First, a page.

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The relative performance of full -information maximum likelihood estimation for missing data in structural equation models

Craig Kyle Enders, University of Nebraska - Lincoln


A Monte Carlo study was designed to compare the performance of four missing data methods in structural equation models: full information maximum likelihood (FIML), listwise deletion, pairwise deletion, and similar response pattern imputation. The effects of three independent variables were examined (factor loading magnitude, sample size, and missing data rate) on four outcome measures: convergence problems, parameter estimate bias, parameter estimate efficiency, and model goodness-of-fit. The performance of the four estimation methods was assessed in two different simulations. In the first, missing values were missing completely at random (MCAR), while the second simulated missing at random (MAR) data. Results indicated that FIML estimation was superior across all conditions of the design. FIML estimates were unbiased and more efficient than the other methods across both the MCAR and MAR simulations. In addition, FIML yielded the lowest rate of convergence problems and provided near-optimal Type 1 error rates across both simulations. When data were MCAR, pairwise deletion generally yielded satisfactory performance. Parameter estimates were unbiased and convergence rates and efficiency were only slightly worse than FIML. However, inflated Type 1 error rates were observed, particularly when the magnitude of factor loadings was high. However, under MAR pairwise deletion parameter estimates were substantially biased. Both listwise deletion and similar response pattern imputation performed substantially worse than FIML across most conditions of the study. The methods yielded high rates of nonconvergence, and inefficient parameter estimates relative to FIML. These efficiency differences became more pronounced as the missing data rate increased. Under MAR, both methods yielded substantially biased parameter estimates. Although listwise deletion rejection rates were acceptable, those of similar response pattern imputation were substantially inflated. Based on the results of this study, it is recommended that applied researchers discontinue the use of popular ad hoc methods such as listwise and pairwise deletion in favor of FIML. ^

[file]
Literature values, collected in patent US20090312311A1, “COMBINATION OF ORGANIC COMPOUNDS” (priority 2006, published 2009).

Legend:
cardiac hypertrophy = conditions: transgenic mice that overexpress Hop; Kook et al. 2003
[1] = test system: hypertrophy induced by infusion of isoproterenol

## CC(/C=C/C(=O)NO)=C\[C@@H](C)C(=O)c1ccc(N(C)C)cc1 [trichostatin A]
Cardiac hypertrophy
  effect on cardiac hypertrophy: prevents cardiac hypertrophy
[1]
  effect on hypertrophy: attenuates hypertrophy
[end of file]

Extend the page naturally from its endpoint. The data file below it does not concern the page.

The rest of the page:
Subject Area

Education, Tests and Measurements|Psychology, Psychometrics

Recommended Citation

Enders, Craig Kyle, "The relative performance of full -information maximum likelihood estimation for missing data in structural equation models" (1999). ETD collection for University of Nebraska - Lincoln. AAI9929197.